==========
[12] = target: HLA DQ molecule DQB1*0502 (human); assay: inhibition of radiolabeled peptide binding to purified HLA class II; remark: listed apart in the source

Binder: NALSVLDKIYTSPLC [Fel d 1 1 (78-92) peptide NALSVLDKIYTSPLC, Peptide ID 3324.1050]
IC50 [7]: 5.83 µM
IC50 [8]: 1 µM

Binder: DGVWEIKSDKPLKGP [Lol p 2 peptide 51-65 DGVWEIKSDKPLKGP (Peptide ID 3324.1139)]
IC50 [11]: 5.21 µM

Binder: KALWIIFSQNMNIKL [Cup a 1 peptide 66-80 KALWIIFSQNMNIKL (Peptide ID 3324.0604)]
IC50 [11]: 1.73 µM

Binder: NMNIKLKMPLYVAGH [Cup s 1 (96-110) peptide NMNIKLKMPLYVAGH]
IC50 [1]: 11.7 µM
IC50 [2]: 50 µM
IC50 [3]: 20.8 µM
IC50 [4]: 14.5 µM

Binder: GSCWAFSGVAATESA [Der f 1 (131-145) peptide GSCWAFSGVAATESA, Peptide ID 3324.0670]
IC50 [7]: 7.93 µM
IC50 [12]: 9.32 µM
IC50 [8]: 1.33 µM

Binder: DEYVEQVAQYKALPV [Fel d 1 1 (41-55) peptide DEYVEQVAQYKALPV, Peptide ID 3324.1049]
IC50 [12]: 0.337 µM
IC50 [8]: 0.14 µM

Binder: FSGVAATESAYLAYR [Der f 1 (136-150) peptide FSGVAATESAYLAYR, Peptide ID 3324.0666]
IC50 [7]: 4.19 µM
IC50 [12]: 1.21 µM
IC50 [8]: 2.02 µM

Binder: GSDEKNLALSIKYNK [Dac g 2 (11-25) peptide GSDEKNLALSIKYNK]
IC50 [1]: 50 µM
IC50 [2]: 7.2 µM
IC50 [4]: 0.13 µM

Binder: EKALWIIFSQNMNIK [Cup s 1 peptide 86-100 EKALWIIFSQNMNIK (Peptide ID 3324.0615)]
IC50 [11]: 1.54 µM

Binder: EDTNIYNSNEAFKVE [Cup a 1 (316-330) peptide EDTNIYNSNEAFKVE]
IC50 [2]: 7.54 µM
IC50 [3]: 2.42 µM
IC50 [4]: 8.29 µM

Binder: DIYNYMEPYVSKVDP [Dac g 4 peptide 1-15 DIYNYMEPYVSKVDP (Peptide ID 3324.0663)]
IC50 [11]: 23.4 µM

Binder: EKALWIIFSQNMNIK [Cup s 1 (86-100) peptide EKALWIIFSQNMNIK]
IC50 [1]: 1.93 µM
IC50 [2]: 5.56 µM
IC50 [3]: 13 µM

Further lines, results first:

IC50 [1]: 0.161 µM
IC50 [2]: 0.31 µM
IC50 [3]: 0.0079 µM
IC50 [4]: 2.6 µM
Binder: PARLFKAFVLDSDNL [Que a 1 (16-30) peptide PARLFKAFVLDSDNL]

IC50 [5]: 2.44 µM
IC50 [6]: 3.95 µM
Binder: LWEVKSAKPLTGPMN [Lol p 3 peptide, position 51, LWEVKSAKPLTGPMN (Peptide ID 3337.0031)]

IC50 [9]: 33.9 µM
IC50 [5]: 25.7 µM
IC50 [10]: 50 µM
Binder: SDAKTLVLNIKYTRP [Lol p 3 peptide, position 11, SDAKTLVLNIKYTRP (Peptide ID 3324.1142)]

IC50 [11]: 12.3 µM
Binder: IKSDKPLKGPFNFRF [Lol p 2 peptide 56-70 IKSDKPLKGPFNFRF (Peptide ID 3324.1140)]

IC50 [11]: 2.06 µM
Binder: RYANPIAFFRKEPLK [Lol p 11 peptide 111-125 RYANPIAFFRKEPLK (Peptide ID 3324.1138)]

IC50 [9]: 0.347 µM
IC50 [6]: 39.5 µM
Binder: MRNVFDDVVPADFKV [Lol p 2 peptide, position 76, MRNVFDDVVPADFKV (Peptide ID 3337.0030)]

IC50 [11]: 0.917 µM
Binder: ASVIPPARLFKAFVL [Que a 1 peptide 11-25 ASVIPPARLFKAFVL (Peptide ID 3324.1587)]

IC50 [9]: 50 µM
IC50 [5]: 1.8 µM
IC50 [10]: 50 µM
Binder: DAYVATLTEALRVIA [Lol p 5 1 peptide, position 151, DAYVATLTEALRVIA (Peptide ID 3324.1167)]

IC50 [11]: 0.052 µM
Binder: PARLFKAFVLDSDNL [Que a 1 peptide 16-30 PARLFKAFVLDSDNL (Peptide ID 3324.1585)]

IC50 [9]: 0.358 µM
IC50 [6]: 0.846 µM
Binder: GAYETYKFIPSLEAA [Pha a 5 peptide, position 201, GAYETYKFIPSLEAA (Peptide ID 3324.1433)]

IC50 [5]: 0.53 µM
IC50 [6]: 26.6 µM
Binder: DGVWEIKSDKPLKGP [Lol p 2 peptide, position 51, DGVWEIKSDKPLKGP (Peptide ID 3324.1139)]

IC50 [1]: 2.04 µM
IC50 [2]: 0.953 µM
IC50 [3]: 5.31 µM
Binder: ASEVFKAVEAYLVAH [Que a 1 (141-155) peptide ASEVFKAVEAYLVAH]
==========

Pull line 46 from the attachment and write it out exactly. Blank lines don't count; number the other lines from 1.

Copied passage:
Binder: PARLFKAFVLDSDNL [Que a 1 (16-30) peptide PARLFKAFVLDSDNL]